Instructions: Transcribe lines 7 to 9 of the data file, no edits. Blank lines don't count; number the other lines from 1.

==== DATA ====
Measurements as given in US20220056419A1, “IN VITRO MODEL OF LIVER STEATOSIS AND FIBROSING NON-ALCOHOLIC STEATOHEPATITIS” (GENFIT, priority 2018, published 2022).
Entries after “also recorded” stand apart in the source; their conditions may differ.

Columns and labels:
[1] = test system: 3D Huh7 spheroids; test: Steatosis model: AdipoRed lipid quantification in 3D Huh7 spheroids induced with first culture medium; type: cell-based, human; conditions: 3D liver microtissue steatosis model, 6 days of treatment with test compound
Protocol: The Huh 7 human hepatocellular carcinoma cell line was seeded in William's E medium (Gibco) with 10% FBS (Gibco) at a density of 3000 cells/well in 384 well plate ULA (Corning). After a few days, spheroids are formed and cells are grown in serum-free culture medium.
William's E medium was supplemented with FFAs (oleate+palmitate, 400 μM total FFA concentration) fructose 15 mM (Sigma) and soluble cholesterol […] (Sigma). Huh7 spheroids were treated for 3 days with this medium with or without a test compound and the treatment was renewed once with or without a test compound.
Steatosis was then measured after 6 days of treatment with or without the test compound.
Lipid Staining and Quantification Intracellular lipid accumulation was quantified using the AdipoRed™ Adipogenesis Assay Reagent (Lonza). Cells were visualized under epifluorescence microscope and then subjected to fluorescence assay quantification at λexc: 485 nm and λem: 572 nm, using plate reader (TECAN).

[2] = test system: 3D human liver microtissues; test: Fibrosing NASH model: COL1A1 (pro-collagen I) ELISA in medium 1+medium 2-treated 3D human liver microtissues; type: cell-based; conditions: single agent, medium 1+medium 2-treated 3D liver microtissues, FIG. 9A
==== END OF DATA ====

Steatosis was then measured after 6 days of treatment with or without the test compound.
Lipid Staining and Quantification Intracellular lipid accumulation was quantified using the AdipoRed™ Adipogenesis Assay Reagent (Lonza). Cells were visualized under epifluorescence microscope and then subjected to fluorescence assay quantification at λexc: 485 nm and λem: 572 nm, using plate reader (TECAN).

[2] = test system: 3D human liver microtissues; test: Fibrosing NASH model: COL1A1 (pro-collagen I) ELISA in medium 1+medium 2-treated 3D human liver microtissues; type: cell-based; conditions: single agent, medium 1+medium 2-treated 3D liver microtissues, FIG. 9A